Soni et al. [103] investigated microstructure evolution of Al0.5NbTa0.8Ti1.5V0.2Zr RHEA during aging at 600 ℃. Spinodal decomposition into a continuous B2 matrix with discrete cuboidal BCC precipitates aligned along the <001> directions was changed from a co-continuous mixture of a disordered BCC and an ordered B2 phase into when aging at 600 °C. And the development of necking constrictions along the B2 channels, eventually pinching-off these channels and making the BCC phase continuous with discrete B2 precipitates were observed with different aging times at 600 °C, as shown in Figure 24. Yurchenko et al. [104] studied the aging behavior of AlCrxNbTiV and AlNbTiVZrx (x = 0–1.5) RHEAs at 800 or 1000 ℃. The precipitation of Nb2Al-type s-phase or an increase in the fraction of Laves phase in the aged AlCrxNbTiV (x = 0–1.5) alloy, caused an increase in the microhardness and a pronounced drop in ductility. Annealing of the AlNbTiVZrx (x = 0.5–1.5) alloys at 800 or 1000 ℃ led to insignificant changes in the structure and microhardness but somewhat decreased ductility.

Figure 24
figure 24

STEM images taken along <001> cube axis for Al0.5NbTa0.8Ti1.5V0.2Zr RHEA aged at 600 °C for different hours [103]: (a) 0, (b) 0.5, (c) 5, (d) 12, (e) 24, and (f) 120

Concerning the annealing after cold rolling, Yurchenko et al. [94] pointed out that the precipitation of Cr-rich FCC (C15) laves phase occurred after annealing at 800 ℃ for the as-rolled Ti1.89CrNbV0.56 RHEA. A fine duplex microstructure was obtained via recrystallization along with laves phase after annealing at 1000 ℃. A coarse-grained recrystallized single-phase BCC microstructure was observed with annealing temperature increasing to 1200 ℃. Tu et al. [105] elucidated microstructure evolution and hardening effect of 80% cold-rolled HfNbTiZr specimens after annealing at 450 °C. The precipitation of needle-like HCP phase with a composition of HfTiZr near the GB and particle-like Ni-rich BCC phase within the grain occurred after annealing for more than 10 h. 49% increase of hardness was detected after annealing for 100 h due to HCP and BCC precipitates. However, the presence of HCP and BCC precipitates was considered to induce brittleness due to a dramatic change in the hardness for the annealed specimens with a shorter aging time, indicating that cold rolling can dramatically lower the initiation point of hardening.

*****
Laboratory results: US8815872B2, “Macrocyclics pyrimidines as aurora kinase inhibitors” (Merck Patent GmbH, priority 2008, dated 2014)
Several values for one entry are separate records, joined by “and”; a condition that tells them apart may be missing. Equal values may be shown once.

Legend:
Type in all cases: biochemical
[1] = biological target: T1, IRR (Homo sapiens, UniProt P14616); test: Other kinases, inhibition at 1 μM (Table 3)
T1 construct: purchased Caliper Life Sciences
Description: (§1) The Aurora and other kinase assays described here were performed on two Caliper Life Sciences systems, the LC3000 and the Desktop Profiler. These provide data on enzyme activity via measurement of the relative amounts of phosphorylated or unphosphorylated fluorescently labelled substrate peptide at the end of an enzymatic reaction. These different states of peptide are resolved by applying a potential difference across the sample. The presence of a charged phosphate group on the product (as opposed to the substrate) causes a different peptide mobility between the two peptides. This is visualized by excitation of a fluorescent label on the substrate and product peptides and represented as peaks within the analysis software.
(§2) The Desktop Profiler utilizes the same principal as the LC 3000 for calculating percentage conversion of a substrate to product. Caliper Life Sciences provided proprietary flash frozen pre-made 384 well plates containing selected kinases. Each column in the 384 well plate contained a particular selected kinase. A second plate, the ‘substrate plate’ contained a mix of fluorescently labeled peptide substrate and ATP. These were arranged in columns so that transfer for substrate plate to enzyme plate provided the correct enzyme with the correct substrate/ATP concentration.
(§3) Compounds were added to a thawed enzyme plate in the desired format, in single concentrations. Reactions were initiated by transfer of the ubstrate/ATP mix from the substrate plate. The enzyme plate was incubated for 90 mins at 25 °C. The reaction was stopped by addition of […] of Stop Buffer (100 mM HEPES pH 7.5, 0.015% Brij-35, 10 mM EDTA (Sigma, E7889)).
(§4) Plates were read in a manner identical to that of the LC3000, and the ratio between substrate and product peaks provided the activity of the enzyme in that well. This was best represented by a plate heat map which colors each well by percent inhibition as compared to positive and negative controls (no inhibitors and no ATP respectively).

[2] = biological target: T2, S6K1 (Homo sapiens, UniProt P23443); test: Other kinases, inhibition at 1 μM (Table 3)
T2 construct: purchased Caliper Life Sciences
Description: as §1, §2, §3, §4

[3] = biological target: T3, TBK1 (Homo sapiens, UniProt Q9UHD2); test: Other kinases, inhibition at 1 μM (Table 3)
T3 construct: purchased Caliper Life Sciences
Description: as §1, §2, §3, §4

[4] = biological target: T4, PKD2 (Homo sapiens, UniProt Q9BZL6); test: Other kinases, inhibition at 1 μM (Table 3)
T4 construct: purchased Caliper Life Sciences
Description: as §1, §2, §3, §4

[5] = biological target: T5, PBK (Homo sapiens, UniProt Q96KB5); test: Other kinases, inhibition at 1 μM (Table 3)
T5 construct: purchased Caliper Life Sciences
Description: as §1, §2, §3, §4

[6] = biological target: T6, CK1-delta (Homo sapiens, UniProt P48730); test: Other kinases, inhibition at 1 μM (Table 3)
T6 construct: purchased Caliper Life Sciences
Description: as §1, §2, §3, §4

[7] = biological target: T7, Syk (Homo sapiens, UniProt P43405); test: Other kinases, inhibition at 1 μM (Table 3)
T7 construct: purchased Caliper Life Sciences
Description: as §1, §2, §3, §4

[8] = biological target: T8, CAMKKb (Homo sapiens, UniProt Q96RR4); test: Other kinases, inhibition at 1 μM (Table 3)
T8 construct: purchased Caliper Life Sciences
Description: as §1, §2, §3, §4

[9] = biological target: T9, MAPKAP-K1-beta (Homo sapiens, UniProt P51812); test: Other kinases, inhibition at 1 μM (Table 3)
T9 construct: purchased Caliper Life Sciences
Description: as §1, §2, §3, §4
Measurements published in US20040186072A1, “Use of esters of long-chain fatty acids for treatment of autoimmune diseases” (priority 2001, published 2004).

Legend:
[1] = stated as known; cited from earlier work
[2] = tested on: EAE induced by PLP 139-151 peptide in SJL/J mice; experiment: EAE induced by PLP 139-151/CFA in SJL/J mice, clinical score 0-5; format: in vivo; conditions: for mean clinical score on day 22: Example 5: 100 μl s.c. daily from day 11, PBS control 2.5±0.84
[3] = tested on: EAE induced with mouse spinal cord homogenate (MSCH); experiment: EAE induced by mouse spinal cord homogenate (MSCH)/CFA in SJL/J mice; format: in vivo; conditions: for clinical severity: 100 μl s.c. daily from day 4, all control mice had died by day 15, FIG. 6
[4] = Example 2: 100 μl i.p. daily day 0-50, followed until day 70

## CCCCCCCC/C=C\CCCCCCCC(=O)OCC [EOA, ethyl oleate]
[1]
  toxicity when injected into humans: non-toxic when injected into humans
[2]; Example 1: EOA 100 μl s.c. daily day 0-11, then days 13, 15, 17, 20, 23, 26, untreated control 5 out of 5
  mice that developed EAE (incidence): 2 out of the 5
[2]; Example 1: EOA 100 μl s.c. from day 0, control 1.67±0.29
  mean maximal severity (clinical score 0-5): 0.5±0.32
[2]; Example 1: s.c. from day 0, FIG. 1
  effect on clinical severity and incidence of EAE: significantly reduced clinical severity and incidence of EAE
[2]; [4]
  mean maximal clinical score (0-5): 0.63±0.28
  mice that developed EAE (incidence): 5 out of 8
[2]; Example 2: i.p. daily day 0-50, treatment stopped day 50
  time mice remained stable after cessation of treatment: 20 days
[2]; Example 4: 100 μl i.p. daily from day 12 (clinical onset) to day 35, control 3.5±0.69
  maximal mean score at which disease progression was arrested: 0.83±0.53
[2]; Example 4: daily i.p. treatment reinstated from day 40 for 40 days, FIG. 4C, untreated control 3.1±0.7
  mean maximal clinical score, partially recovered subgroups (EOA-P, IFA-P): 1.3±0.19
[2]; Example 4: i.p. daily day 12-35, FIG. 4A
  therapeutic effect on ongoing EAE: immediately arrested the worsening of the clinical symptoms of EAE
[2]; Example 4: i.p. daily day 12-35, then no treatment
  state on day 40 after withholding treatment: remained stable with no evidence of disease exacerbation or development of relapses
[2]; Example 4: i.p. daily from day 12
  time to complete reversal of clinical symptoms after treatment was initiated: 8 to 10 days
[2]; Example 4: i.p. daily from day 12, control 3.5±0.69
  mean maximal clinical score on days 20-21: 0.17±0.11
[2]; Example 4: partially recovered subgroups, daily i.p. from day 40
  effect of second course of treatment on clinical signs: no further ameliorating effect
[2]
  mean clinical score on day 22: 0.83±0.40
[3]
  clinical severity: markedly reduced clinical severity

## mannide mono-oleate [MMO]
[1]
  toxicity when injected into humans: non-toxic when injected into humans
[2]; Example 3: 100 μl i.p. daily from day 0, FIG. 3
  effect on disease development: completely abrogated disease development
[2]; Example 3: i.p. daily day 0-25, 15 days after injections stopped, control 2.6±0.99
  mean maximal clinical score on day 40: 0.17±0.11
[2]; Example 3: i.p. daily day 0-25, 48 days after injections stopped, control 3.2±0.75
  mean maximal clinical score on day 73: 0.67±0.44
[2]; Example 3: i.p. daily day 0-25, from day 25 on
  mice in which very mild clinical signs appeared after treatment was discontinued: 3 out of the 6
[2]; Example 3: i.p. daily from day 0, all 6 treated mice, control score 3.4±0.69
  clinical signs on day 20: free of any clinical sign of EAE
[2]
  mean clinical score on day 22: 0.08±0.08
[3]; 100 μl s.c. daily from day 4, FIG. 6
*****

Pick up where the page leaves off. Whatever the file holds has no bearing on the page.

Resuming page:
3 Outlook

3.1 High-throughput Screening Preparation and Tests for RHEAs with Excellent Performance

In the past decade, great progress has been made in the research of RHEAs, and more than 100 alloy systems have been developed. However, it is still difficult to find the alloy composition with optimum performance in a short research term. The RHEAs may have more than 30000 alloy combinations, and there are still many unknown systems that need to be explored.